Doctor of Ministry courses
- PSC 8301 Use of Social Sciences in Practical Theology
- PSC 8302 Practical Theology as Critical Reflection on Particular Context
- PSC 8302 Hermeneutics of Scripture in Ministry
- PSC 8304 Theological Integration for Ministry Seminar
- PSC 9001 Proposal Writing
- PSC 9601 Doctoral Project I (Pastoral Project)
- PSC 9602 Doctoral Project II (Professional Paper)
A further study of theological reflection models and an introduction to basic qualitative research methods pertinent to ministry. These models and methods are integrated to assist the student in identifying theological and social issues inherent to the pastoral challenges of ministry, in turn assisting in the development of appropriate pastoral initiatives.
An examination of classical and contemporary sources related to assessing various ways by which personal, social, and religious concepts encounter biblical, doctrinal and secular paradigms in the formation of theology. Particular attention to the contextual features of pastoral theology. Focused on students’ previous and anticipated ministerial experience.
An introduction to exegetical and hermeneutical methodologies for using Scripture in theologically addressing ethical questions currently faced in the practice of ministry.
An evaluation of students’ depth of theological insight in relation to ministry in order to ascertain whether they have attained that level of knowledge, theoretical clarity, and competence in methods and techniques within their particular context, commensurate with the highest earned degree for the profession and practice of ministry. (This is usually the student’s last course.)
Following the completion of the six academic courses, the student has a one year period in which to submit the proposal for the doctoral project. During this one-year period, the student registers each semester for PSC 9001. If a student requires more than two semesters to finish the proposal, she or he will register for PSC 9002 Continuation Status: Proposal Writing until the proposal is accepted.
Doctoral Project I and II constitute the final qualifying requirement for the Doctor of Ministry degree and comprise two interrelated components: the pastoral project and the professional paper. Often, a student’s work in the two areas occurs concurrently. Descriptions of these components are provided in the Doctor of Ministry Handbook.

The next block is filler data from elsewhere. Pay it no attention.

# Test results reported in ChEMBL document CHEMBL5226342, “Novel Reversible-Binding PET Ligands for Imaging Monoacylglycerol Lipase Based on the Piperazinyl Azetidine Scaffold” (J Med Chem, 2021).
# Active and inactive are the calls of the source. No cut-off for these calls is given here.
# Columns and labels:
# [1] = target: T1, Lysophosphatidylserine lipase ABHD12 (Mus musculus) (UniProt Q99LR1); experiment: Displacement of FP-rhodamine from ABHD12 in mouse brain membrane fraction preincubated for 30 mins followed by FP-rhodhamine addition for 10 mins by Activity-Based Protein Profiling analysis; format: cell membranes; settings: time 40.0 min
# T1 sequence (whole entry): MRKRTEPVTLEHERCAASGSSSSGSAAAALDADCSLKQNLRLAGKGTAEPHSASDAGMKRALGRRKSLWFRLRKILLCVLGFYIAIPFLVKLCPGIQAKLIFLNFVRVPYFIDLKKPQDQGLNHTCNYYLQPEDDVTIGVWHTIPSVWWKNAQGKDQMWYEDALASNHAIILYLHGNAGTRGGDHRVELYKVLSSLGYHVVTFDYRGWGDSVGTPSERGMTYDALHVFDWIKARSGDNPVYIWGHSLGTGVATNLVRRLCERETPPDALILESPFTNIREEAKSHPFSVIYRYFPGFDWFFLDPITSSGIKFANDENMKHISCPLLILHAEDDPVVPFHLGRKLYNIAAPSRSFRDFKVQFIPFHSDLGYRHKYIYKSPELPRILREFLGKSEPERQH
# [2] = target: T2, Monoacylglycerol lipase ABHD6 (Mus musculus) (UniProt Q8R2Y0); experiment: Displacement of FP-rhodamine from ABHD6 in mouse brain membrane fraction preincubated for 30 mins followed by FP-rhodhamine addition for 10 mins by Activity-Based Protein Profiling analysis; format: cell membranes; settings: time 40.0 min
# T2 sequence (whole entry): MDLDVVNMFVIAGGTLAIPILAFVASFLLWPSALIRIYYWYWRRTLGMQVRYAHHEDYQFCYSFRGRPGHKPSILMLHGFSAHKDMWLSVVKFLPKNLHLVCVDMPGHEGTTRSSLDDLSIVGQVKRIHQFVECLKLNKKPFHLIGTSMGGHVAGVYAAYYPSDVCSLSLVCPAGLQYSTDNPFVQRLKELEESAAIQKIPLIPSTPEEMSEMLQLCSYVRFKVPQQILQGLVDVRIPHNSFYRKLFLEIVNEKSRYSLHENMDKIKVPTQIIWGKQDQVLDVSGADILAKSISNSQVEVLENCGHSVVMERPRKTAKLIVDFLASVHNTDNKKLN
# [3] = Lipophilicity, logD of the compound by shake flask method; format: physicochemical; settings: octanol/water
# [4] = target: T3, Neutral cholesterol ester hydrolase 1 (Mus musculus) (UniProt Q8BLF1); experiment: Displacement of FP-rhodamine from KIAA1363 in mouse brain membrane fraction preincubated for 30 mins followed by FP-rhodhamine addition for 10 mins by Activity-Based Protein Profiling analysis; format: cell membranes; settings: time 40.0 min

In the first semester following the approval of the student’s Doctor of Ministry proposal, the student will register for PSC 9601, Doctoral Project I. In the second semester, the student will register for Doctoral Project II. Following this first year, all students who have not completed their Doctoral Project will register for PSC 7003, Continuation Status: Doctoral Project Research/ Writing Status. They will do so in each subsequent semester until the project is completed.
Prior to the completion and approval of the Doctoral Project, a student’s academic transcript must show enrollment in both Doctoral Project I and II.
As the final qualifying component for the Doctor of Ministry degree, the style and form of the project must conform to the guidelines specified in the Doctor of Ministry Handbook. The Doctoral Project may be submitted in a language other than English with the written consent of the program directors. Upon completion, a copy of the project will be made available in the school’s library. For additional information, please consult the Doctor of Ministry Handbook.
Spiritual Formation in the Local Community
- PTF 8305 Faith Development
- PTF 8306 Spirituality and Culture
An advanced study of individual and corporate faith development utilizing psychological, theological, and spiritual tools. Attention is given to cultural and generational issues, as well as the use of technology as a resource for faith development. Historical and contemporary movements are addressed. The study and application of particular schools of thought to particular ministerial issues is integral to the course.